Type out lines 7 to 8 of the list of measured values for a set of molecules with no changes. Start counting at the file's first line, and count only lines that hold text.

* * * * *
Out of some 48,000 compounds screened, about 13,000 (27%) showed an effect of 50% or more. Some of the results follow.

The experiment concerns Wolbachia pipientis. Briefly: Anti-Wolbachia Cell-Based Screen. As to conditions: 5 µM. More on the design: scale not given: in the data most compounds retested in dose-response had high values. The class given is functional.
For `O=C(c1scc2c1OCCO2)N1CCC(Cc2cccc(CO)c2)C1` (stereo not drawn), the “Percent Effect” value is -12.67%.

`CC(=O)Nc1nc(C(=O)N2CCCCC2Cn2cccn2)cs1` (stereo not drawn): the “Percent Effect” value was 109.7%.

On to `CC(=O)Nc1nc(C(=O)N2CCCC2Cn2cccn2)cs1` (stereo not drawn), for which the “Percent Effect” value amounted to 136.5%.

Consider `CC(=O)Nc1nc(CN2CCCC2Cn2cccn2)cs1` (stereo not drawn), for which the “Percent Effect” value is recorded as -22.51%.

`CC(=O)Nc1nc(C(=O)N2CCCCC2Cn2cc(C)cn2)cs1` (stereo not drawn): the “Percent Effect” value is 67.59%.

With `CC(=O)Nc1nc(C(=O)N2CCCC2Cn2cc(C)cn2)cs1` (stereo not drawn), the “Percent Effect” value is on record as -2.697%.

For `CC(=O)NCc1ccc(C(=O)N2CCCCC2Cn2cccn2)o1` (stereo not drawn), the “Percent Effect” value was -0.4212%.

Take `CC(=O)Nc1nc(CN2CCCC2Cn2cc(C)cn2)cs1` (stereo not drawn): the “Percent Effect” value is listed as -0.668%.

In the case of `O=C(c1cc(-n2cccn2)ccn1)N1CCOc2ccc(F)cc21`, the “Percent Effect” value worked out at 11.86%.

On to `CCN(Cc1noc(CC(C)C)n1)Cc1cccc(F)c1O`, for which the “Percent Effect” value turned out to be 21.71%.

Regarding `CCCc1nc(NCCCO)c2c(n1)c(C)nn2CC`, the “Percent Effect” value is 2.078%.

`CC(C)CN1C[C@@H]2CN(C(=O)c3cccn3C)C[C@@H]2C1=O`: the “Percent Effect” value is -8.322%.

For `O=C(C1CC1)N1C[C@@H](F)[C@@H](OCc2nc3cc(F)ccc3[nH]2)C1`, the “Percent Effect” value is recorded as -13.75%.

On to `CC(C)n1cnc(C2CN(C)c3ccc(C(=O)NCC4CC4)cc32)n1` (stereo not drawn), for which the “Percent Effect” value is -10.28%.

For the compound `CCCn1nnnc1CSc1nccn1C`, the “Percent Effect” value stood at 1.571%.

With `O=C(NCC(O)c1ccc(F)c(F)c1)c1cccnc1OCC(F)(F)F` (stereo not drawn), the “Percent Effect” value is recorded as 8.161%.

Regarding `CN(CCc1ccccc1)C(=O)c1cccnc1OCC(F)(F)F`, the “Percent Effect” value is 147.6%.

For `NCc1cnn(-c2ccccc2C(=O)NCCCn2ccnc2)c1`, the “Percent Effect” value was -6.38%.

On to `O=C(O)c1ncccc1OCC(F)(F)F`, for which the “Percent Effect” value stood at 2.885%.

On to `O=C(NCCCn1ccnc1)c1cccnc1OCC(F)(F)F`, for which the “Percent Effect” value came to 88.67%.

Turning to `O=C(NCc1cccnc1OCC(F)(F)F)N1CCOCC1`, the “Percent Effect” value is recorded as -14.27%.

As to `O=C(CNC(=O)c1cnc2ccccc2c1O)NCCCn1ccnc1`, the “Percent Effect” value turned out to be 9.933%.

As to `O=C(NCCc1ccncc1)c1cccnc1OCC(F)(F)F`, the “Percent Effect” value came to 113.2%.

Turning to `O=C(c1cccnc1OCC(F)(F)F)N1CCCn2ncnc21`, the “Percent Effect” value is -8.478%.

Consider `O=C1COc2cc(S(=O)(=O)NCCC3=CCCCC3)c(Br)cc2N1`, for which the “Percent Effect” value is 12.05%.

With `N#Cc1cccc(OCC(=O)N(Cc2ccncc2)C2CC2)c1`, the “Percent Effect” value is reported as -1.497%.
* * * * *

`CC(=O)Nc1nc(C(=O)N2CCCCC2Cn2cc(C)cn2)cs1` (stereo not drawn): the “Percent Effect” value is 67.59%.

With `CC(=O)Nc1nc(C(=O)N2CCCC2Cn2cc(C)cn2)cs1` (stereo not drawn), the “Percent Effect” value is on record as -2.697%.